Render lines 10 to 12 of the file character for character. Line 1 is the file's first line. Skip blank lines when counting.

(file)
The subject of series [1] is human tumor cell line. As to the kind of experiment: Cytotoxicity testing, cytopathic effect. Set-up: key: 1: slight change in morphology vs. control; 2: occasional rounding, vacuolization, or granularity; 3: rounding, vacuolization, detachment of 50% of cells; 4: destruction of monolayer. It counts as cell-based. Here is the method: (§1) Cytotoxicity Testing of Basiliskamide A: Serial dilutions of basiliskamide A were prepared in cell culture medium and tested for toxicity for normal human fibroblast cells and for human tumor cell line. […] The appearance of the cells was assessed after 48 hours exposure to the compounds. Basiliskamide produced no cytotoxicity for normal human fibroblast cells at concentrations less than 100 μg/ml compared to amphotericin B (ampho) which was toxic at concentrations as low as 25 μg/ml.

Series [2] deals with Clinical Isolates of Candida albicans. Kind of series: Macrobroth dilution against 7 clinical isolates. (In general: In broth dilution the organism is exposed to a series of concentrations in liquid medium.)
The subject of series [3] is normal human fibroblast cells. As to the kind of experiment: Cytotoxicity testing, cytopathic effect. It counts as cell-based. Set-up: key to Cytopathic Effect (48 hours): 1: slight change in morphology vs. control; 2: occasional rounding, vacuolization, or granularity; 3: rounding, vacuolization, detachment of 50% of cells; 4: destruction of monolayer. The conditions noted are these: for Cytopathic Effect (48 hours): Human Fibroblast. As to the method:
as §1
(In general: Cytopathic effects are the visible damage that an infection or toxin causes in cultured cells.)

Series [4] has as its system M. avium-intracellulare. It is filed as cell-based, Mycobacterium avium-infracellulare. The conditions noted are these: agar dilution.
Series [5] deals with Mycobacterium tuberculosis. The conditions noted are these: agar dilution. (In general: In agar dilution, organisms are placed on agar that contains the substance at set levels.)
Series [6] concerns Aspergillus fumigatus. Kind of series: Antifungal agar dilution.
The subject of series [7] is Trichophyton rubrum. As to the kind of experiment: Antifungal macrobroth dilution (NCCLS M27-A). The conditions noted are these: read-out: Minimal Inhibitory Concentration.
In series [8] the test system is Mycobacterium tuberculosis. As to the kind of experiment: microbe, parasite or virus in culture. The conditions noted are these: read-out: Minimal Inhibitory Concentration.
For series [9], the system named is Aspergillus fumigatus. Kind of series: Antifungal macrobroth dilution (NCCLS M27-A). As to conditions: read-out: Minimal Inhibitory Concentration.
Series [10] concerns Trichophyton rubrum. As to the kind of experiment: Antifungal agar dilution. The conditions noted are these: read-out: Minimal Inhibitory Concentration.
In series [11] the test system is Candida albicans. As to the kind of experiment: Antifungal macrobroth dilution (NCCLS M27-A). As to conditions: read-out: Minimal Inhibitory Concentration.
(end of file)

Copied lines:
In series [8] the test system is Mycobacterium tuberculosis. As to the kind of experiment: microbe, parasite or virus in culture. The conditions noted are these: read-out: Minimal Inhibitory Concentration.
For series [9], the system named is Aspergillus fumigatus. Kind of series: Antifungal macrobroth dilution (NCCLS M27-A). As to conditions: read-out: Minimal Inhibitory Concentration.
Series [10] concerns Trichophyton rubrum. As to the kind of experiment: Antifungal agar dilution. The conditions noted are these: read-out: Minimal Inhibitory Concentration.